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News from China
Bad-loan ratio not high enough to trigger systemic financial risk
8th November 2016

 CHINESE commercial banks’ bad-loan ratio is not so high that it would have the potential to trigger a systemic financial risk, said a senior official with the country’s banking sector’s watchdog.

 
There is no universal international standards or warning line for bad loan ratio and any projections should factor in the ability of banks to digest non-performing loans via provision funds set aside 
to cover bad loans, profits and capital for NPL level evaluation, Wang Zhaoxing, deputy head with the China Banking Regulatory Commission, wrote in the latest 
edition of China Finance, a magazine published by the central bank.
 
A high bad-loan ratio alone is not likely to cause systemic financial risk, which must take into account the overall economic conditions, 
corporate debt leverage and the liquidity, capital adequacy ratio and provision coverage ratio, Wang added.
 
The Chinese banking sector’s bad-loan ratio rose from 0.87 percent at the end of 2012 to 1.75 percent at the end of September, with a total 
balance of 1.4 trillion yuan (US$207 billion).
 
China has entered the new normal growth period tasked with deleveraging and destocking the economy and cutting overcapacity, which led to the 
rising bad-loan ratio. However, the Chinese banking sector has enough profit, provision funds and capital to ease the impact of bad loans,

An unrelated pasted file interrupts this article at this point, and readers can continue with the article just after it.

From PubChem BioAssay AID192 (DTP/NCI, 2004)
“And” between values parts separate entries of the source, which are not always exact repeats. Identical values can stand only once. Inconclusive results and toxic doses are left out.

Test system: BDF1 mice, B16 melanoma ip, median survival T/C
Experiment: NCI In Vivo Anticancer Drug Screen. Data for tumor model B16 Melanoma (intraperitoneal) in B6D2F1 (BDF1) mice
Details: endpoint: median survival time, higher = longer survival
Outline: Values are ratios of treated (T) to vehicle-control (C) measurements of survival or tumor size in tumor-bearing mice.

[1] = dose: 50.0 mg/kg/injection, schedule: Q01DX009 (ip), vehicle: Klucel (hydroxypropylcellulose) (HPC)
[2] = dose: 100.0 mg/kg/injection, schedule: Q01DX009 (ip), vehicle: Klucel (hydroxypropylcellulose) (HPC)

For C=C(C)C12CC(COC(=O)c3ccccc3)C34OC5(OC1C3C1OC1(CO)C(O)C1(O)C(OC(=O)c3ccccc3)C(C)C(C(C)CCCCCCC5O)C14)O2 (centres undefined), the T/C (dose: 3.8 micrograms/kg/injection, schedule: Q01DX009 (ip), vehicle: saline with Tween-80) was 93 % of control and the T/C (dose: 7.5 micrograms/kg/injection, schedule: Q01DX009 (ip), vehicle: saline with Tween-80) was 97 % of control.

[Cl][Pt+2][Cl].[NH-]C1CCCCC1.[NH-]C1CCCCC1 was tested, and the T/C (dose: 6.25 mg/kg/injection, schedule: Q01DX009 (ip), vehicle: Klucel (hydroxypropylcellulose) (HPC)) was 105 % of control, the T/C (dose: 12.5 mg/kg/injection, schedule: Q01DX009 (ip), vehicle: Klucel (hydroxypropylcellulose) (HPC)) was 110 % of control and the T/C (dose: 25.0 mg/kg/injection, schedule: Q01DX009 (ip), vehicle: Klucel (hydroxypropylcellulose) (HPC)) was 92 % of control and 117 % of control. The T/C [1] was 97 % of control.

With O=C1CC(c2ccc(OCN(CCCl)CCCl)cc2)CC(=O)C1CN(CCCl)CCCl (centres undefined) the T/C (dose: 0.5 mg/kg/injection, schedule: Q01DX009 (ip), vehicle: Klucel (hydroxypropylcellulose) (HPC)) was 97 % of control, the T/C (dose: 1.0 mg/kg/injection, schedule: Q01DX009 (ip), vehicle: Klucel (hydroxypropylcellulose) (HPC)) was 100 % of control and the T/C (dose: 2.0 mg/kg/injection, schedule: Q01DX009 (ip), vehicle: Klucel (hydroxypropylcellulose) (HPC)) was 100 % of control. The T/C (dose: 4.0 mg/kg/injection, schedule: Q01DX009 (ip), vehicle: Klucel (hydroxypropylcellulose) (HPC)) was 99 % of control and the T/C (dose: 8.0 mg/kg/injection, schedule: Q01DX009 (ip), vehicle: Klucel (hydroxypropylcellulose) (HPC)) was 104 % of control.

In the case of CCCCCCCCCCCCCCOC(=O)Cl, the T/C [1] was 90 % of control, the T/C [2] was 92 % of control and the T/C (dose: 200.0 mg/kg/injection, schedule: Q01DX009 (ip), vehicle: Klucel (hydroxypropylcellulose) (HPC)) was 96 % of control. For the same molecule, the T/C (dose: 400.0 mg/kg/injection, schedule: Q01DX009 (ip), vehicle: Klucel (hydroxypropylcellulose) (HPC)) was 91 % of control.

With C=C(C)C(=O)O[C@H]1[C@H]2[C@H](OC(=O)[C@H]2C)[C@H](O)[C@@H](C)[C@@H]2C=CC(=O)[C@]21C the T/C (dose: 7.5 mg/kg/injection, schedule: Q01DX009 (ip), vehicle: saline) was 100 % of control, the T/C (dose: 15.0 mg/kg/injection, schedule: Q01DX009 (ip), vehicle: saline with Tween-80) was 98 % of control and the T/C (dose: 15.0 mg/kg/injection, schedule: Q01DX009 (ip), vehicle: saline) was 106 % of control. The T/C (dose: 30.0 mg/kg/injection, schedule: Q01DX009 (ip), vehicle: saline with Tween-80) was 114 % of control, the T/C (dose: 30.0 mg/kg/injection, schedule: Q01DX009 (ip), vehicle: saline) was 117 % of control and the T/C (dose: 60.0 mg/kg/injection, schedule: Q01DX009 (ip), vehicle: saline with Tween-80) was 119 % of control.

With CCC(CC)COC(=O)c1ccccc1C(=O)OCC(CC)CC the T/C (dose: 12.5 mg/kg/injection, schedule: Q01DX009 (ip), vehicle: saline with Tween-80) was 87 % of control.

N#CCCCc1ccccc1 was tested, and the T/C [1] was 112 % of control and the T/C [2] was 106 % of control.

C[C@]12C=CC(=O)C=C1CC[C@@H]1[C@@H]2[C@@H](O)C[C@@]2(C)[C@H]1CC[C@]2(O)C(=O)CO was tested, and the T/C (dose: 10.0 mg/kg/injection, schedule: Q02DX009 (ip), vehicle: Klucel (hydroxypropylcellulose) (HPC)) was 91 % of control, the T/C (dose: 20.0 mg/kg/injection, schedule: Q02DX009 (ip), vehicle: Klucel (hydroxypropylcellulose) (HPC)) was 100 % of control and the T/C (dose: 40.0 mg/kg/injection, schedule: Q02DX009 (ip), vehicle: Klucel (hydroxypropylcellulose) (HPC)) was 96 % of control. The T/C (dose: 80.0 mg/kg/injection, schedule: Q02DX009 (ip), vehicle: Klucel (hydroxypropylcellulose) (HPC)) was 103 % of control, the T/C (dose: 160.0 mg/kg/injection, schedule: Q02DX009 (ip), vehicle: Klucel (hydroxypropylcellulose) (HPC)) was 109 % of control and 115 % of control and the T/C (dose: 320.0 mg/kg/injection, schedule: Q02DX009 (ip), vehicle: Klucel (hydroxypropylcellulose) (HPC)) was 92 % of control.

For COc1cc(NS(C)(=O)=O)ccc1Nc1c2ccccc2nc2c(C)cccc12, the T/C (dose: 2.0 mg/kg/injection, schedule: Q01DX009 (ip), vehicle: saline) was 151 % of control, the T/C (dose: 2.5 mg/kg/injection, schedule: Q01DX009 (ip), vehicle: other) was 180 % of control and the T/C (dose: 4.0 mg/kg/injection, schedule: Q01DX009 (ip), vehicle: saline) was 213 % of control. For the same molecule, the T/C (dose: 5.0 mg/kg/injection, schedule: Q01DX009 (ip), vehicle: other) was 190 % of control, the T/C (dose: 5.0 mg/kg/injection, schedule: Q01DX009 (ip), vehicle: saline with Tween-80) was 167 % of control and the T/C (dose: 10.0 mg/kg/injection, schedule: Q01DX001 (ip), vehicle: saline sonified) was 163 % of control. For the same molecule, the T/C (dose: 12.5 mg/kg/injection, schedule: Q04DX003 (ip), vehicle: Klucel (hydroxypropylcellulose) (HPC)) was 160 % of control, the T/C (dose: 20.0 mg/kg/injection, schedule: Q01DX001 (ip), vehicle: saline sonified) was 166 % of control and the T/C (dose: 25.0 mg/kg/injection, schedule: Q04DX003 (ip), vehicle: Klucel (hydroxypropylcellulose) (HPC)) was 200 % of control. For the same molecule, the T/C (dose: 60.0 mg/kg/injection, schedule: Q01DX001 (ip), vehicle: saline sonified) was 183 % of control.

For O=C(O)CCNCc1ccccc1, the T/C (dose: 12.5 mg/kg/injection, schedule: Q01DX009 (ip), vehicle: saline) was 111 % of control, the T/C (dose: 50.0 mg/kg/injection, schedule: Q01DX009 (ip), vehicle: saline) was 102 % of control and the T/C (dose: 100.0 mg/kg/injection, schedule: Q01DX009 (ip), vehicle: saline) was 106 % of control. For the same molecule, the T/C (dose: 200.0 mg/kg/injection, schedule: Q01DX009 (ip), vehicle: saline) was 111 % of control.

Wang said.
 
Chinese banks are also exploring changes to their business models to improve profits, making them more able to manage risks, Wang added.
 
The latest quarterly financial reports of China’s five major banks, including the Industrial & Commercial Bank of China and the Bank of China, 
posted steady year-on-year net profit growth in the first three quarters. Income from wealth-management products and other non-traditional 
sources posted over 20 percent rises year on year and an average share of about one third of their total revenue.
 
China’s credit risk is under control as long as the economic slowdown is kept in check, and there are no violent capital and property market 
fluctuations or massive corporate bankruptcies, Wang said.
Source: Shanghai Daily, November 8, 2016
High-earners set to rise by 2030
7th November 2016

 CHINA’S pool of high-earning consumers is set to surge in the next 15 years, their household spending growing to be greater than the European Union's current level, a report showed.

 
The number of people earning above US$10,000 per year is expected to grow to around 480 million by 2030, from around 132 million today, according to research by the Economist Intelligence Unit, a think tank with the Economist.
 
The proportion of the population with upper-middle and high incomes will expand from 10 percent to 35 percent by 2030 when China will look and feel like a more middle-class society,